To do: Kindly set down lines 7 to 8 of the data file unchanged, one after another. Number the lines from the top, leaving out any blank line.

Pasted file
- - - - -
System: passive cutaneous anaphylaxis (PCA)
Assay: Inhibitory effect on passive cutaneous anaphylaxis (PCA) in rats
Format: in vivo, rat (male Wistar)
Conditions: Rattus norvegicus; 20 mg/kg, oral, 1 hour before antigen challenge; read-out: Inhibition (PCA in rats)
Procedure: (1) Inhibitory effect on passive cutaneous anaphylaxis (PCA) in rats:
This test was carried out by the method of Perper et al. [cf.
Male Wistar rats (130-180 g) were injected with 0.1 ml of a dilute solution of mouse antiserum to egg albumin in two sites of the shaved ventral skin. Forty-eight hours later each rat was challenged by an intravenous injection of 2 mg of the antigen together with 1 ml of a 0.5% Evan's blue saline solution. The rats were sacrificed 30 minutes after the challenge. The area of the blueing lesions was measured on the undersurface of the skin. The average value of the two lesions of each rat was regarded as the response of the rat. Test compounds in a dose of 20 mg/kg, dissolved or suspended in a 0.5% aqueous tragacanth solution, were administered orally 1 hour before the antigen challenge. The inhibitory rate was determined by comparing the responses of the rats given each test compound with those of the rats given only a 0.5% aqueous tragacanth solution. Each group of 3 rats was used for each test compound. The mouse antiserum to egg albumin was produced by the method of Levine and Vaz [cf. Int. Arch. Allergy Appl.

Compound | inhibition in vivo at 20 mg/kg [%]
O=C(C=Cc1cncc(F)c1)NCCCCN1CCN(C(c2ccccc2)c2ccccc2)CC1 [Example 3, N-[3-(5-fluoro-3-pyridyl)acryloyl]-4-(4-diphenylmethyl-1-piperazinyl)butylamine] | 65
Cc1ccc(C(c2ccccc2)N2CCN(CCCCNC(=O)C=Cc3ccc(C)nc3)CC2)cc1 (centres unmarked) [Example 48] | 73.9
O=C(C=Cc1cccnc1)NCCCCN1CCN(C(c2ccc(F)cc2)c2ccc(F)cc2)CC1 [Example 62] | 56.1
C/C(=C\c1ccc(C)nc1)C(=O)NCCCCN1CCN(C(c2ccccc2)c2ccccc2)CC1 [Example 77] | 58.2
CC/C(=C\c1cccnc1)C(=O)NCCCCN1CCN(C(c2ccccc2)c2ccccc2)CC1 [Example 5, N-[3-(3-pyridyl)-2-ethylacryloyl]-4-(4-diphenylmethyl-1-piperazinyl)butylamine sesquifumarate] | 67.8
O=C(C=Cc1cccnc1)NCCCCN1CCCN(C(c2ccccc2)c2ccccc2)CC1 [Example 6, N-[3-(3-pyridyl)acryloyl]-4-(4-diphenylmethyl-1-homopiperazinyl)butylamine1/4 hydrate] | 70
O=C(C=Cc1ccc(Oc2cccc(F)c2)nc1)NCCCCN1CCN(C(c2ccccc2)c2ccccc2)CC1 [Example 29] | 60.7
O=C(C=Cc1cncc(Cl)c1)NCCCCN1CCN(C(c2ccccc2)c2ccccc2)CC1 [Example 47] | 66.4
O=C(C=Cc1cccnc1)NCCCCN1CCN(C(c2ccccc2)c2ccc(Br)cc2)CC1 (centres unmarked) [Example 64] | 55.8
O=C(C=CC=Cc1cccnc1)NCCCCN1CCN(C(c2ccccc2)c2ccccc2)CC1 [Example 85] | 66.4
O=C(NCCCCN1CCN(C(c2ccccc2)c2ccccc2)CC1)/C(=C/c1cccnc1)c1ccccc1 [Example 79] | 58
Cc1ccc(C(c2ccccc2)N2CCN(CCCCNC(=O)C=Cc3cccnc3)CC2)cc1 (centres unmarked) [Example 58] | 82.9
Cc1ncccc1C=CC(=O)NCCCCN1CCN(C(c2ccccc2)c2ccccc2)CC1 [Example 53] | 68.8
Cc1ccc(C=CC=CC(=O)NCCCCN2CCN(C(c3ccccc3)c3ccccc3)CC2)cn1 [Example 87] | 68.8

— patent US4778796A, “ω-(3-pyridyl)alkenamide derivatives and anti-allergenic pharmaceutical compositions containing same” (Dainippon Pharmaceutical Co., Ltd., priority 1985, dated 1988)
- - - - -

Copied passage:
Male Wistar rats (130-180 g) were injected with 0.1 ml of a dilute solution of mouse antiserum to egg albumin in two sites of the shaved ventral skin. Forty-eight hours later each rat was challenged by an intravenous injection of 2 mg of the antigen together with 1 ml of a 0.5% Evan's blue saline solution. The rats were sacrificed 30 minutes after the challenge. The area of the blueing lesions was measured on the undersurface of the skin. The average value of the two lesions of each rat was regarded as the response of the rat. Test compounds in a dose of 20 mg/kg, dissolved or suspended in a 0.5% aqueous tragacanth solution, were administered orally 1 hour before the antigen challenge. The inhibitory rate was determined by comparing the responses of the rats given each test compound with those of the rats given only a 0.5% aqueous tragacanth solution. Each group of 3 rats was used for each test compound. The mouse antiserum to egg albumin was produced by the method of Levine and Vaz [cf. Int. Arch. Allergy Appl.

Compound | inhibition in vivo at 20 mg/kg [%]